Researchers have successfully infected a mosquito population with a bug that makes them unable to transmit dengue fever to humans.
The bacterium, Wolbachia pipientis, is known naturally to infect many insect species, and is able to interfere with its host's reproduction so that entire populations are infected within just a few generations.
A few years ago, researchers at Monash University, Australia, were able to block dengue infection completely in Aedes aegypti mosquitoes by infecting them with a Wolbachia strain isolated from fruit flies, says an article in ScienceNOW. But the infection halved the mosquitoes' lifespan, potentially hampering their ability to outcompete wild, uninfected counterparts.
Now, Australian and US researchers have found that a milder strain of Wolbachia — which does not affect the mosquitoes' lifespan — is still highly effective in preventing dengue transmission by the mosquitoes. When they tested the Wolbachia strain in caged mosquitoes, all of them quickly became infected with it.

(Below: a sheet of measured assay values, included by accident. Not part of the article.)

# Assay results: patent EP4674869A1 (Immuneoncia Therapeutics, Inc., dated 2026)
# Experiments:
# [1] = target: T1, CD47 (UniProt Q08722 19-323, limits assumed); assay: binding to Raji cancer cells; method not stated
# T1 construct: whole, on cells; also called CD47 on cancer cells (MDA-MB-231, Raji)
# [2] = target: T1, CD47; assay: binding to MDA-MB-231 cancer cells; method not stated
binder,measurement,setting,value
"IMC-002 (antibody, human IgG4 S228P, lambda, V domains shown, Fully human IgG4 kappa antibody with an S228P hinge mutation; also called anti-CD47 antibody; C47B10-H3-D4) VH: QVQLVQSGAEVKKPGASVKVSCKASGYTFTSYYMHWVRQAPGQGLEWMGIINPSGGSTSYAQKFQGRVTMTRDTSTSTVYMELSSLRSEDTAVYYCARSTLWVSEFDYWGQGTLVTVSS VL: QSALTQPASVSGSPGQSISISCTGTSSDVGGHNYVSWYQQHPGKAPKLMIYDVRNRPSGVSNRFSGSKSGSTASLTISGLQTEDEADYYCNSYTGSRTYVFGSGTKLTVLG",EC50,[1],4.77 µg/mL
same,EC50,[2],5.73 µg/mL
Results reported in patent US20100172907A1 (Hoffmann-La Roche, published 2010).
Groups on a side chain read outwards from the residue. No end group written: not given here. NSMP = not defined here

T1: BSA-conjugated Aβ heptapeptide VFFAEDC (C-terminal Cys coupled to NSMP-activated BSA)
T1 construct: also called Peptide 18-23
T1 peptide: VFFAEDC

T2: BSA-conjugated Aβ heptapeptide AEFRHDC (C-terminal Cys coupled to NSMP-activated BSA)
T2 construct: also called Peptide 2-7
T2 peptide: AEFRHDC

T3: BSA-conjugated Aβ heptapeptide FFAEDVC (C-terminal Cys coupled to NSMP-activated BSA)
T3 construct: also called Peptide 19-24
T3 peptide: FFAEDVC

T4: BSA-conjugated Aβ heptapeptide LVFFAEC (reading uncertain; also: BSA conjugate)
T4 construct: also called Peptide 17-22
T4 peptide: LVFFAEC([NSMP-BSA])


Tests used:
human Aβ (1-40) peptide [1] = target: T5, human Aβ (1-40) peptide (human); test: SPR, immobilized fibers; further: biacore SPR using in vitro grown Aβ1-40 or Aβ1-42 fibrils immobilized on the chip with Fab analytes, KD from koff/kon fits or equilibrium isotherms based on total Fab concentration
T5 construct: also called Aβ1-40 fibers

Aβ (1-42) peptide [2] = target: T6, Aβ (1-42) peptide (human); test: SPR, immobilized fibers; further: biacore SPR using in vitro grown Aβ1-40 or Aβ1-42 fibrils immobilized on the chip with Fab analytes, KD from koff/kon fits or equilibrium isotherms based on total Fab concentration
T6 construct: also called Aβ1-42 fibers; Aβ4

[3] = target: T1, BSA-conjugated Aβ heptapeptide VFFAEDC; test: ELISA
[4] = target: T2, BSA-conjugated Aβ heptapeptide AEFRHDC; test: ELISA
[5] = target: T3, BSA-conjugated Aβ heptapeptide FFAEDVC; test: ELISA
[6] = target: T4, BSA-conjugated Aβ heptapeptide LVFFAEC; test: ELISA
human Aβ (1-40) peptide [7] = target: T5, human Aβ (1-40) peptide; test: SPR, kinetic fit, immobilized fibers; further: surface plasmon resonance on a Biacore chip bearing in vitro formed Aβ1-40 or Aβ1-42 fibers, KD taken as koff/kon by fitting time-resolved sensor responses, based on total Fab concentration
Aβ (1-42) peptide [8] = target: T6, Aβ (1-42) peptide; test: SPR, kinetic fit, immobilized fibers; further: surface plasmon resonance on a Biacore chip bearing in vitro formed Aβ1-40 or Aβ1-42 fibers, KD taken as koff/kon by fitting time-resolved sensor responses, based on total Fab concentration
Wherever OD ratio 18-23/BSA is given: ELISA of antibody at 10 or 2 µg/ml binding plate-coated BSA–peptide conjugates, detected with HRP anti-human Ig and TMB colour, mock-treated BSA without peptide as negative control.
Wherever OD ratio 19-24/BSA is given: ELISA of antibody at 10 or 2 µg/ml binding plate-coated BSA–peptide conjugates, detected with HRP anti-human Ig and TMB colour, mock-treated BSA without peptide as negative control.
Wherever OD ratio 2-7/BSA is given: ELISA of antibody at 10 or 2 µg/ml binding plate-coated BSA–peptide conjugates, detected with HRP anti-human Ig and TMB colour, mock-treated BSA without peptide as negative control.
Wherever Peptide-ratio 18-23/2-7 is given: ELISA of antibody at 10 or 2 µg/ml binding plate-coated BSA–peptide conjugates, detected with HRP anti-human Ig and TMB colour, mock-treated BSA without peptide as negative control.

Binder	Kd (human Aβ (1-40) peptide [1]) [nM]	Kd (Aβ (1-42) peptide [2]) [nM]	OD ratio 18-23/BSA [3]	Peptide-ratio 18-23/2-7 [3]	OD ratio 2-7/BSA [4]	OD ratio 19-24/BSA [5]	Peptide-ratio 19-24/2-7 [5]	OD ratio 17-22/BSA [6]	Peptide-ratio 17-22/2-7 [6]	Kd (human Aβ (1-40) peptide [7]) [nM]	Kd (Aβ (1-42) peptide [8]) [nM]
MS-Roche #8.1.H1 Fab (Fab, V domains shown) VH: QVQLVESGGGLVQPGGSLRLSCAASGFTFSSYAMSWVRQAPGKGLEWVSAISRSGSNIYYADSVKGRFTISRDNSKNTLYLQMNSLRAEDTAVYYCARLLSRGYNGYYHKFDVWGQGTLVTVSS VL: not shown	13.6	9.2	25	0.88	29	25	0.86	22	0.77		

The researchers then released the infected mosquitoes into the wild in two towns in northern Australia. In each town, up to 20,000 mosquitoes were released each week for ten weeks. Six weeks after the final release, they had passed the infection on to almost all of the wild mosquitoes in both towns. The study did not test whether this had any effect on the presence of dengue fever, caused by a virus which is transmitted to humans through mosquito bites.
The next step is for the researchers to carry out field tests in four endemic countries — Brazil, Indonesia, Thailand and Vietnam — to see whether the Wolbachia-infected mosquitoes can help prevent dengue transmission.
They hope to start these tests within a year. "We wanted to start in our own backyard," Scott O'Neill lead researcher, told ScienceNOW, to show that the mosquitoes are safe and avoid accusations that people in developing countries serve as guinea pigs.